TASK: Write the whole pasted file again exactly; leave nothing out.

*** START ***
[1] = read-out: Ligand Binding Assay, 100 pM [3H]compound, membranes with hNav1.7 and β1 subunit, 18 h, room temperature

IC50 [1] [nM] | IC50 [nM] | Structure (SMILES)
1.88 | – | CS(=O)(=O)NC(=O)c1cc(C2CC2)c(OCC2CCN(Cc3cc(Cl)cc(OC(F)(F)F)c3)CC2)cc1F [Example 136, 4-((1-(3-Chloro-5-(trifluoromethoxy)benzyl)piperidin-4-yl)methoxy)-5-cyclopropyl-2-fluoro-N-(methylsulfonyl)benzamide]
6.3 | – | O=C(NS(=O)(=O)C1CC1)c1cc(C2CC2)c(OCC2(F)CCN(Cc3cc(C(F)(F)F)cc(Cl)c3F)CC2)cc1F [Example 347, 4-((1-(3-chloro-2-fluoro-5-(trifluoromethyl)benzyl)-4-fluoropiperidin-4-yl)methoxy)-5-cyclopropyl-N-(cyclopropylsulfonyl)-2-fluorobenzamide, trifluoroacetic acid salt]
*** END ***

[1] = read-out: Ligand Binding Assay, 100 pM [3H]compound, membranes with hNav1.7 and β1 subunit, 18 h, room temperature

IC50 [1] [nM] | IC50 [nM] | Structure (SMILES)
1.88 | – | CS(=O)(=O)NC(=O)c1cc(C2CC2)c(OCC2CCN(Cc3cc(Cl)cc(OC(F)(F)F)c3)CC2)cc1F [Example 136, 4-((1-(3-Chloro-5-(trifluoromethoxy)benzyl)piperidin-4-yl)methoxy)-5-cyclopropyl-2-fluoro-N-(methylsulfonyl)benzamide]
6.3 | – | O=C(NS(=O)(=O)C1CC1)c1cc(C2CC2)c(OCC2(F)CCN(Cc3cc(C(F)(F)F)cc(Cl)c3F)CC2)cc1F [Example 347, 4-((1-(3-chloro-2-fluoro-5-(trifluoromethyl)benzyl)-4-fluoropiperidin-4-yl)methoxy)-5-cyclopropyl-N-(cyclopropylsulfonyl)-2-fluorobenzamide, trifluoroacetic acid salt]